Researchers collaborate to develop next generation of printable solar cells


A collaborative research project being conducted by RMIT, CSIRO and the Japan Science and Technology Agency is aiming to develop cheaper and less toxic solar cells using nanotechnology.

Image credit: RMIT media release
Image credit: RMIT media release

According to a news release from RMIT, the team is investigating the synthesis of semi-conductor inorganic nanocrystals using low-cost and abundant elements for printable solar cell applications.

Professor Yasuhiro Tachibana from RMIT’s School of Aerospace, Mechanical and Manufacturing Engineering says the industry’s focus is on cost reduction.

“The focus of photovoltaic industries has been to reduce material and production costs for photovoltaic panels,” Professor Tachibana said.

“As a result research into next generation solar cells has been of significant importance as it concentrates on developing novel low cost and low toxicity colloidal nanomaterials in order to meet industry requirements.”

The team is looking into alternative elements to synthesize nanocrystals which are being used as “ink”, allowing solar cells to be produced quickly and cheaply using a printer.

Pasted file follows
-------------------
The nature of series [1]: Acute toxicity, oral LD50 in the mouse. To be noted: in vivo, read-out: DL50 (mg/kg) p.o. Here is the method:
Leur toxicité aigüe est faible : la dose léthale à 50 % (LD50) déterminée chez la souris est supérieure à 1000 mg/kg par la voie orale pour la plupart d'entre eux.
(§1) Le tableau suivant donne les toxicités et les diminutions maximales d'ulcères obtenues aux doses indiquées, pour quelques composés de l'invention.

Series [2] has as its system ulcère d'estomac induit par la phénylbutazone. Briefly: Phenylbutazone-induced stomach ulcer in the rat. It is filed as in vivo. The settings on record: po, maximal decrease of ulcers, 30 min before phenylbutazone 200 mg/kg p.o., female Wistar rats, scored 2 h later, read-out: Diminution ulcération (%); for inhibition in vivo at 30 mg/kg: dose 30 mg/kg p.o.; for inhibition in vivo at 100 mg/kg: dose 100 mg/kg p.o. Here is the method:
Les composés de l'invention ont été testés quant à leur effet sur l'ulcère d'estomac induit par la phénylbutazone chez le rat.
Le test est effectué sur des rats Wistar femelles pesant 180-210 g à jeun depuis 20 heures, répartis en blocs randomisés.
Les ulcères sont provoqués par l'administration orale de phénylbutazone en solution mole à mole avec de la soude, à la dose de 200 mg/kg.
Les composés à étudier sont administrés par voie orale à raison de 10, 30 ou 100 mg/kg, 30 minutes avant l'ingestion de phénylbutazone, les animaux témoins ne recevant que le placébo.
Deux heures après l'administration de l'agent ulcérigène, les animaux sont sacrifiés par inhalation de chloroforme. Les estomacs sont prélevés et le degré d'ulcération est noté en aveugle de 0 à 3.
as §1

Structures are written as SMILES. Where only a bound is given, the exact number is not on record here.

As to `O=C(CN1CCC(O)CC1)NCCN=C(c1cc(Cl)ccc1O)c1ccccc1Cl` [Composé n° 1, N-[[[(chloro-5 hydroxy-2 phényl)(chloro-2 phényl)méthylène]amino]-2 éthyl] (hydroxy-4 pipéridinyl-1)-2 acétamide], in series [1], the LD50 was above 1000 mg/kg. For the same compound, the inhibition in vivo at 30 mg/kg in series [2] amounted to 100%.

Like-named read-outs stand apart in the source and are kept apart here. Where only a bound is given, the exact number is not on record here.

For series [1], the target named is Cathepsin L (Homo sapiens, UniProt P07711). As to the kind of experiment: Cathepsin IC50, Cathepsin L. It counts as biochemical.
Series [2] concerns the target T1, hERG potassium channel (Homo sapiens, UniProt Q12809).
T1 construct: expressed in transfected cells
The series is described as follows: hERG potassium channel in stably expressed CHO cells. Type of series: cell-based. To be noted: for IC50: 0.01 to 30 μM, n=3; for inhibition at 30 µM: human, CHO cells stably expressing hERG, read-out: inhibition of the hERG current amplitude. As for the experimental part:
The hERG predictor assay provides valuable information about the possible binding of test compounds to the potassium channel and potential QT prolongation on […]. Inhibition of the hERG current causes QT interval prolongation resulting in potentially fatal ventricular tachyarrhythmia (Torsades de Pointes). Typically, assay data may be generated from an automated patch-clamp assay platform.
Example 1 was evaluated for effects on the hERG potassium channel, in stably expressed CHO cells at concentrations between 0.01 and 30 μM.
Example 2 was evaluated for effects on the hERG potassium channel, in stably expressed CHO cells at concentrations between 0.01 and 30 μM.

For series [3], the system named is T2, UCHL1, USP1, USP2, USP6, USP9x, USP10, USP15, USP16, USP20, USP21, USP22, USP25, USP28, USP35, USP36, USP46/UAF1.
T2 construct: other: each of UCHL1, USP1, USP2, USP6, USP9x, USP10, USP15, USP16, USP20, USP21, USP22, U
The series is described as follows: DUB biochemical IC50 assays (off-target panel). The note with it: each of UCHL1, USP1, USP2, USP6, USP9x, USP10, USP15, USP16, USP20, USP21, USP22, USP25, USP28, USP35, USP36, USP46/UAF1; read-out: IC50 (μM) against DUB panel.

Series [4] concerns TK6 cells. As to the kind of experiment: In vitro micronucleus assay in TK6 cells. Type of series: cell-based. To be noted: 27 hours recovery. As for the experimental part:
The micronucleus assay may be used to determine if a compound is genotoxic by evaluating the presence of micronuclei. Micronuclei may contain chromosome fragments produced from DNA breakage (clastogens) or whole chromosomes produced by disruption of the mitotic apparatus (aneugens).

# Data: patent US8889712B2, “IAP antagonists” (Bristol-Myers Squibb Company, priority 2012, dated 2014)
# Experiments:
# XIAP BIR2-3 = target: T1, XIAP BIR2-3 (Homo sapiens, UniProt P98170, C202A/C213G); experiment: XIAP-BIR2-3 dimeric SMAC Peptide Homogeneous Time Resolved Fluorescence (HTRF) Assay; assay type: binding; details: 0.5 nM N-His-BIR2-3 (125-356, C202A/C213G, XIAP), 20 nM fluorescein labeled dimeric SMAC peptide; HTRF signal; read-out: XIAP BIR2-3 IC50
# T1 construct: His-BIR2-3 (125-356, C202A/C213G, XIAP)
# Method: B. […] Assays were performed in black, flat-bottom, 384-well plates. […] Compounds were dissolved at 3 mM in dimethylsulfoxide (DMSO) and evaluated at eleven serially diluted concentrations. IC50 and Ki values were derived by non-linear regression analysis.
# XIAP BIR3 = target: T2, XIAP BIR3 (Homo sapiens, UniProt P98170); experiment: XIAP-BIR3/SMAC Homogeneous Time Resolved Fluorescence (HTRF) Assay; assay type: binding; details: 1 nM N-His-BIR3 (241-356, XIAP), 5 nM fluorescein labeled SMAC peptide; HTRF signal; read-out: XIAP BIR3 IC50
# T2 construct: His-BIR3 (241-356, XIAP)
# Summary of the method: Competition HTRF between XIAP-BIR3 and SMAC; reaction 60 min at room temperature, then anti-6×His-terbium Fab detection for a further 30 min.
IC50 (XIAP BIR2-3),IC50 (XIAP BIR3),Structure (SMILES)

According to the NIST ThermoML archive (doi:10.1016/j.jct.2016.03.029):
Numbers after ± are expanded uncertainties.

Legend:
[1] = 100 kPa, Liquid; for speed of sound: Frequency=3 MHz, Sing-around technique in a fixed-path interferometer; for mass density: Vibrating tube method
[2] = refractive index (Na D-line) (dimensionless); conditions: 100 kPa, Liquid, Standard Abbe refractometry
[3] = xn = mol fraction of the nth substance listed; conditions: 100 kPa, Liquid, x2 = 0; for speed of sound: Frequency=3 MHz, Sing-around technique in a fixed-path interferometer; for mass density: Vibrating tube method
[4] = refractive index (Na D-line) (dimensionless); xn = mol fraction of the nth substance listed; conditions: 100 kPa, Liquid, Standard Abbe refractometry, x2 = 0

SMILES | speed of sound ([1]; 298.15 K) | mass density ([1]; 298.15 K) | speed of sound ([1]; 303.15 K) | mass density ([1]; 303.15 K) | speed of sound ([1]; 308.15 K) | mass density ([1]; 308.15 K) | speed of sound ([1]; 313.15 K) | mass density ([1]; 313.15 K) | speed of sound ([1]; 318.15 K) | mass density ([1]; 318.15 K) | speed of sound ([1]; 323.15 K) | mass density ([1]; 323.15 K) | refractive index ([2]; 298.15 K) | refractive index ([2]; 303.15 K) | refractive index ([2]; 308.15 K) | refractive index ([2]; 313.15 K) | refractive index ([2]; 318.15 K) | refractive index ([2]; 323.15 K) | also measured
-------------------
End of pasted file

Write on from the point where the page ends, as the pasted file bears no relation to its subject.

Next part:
Currently toxic elements like cadmium and lead are used for colloidal nanocrystals synthesis.

“Synthesising entirely new nanocrystals was one of the most challenging tasks, since the initial reaction conditions are unknown,” says Dr. Joel van Embden from the School of Aerospace, Mechanical and Manufacturing Engineering, another one of the researchers on the team.

“We have focused on incorporating the elements, copper and antimony, into nanocrystals, as they are low-cost, low-toxic and earth-abundant,” he said.

In the course of their research the team has found a novel selective synthesis of tetrahedrite and famatinite copper antimony sulphide (CAS) nanocrystals. Both nanocrystals are suitable to absorb light in solar cells.

Professor Tachibana said these nanocrystal films could be fabricated on an electrode and applied to photovoltaic devices, thin-film thermoelectrics and transistors, at a cost which is relatively lower than other methods.

Meanwhile Professor Xinghuo Yu, Director of the RMIT Platform Technologies Research Institute, commended the team for the successful outcome of the research.

“The institute brings together multi-disciplinary teams of academics to undertake high-impact industry-focused projects to solve complex research questions of national and global significance,” Professor Yu said.

“The collaboration between the researchers at the School of Aerospace, Mechanical and Manufacturing Engineering and School of Applied Sciences has produced this successful outcome to benefit industry and the community.”

The research was recently published in the high-impact Journal of the American Chemical Society.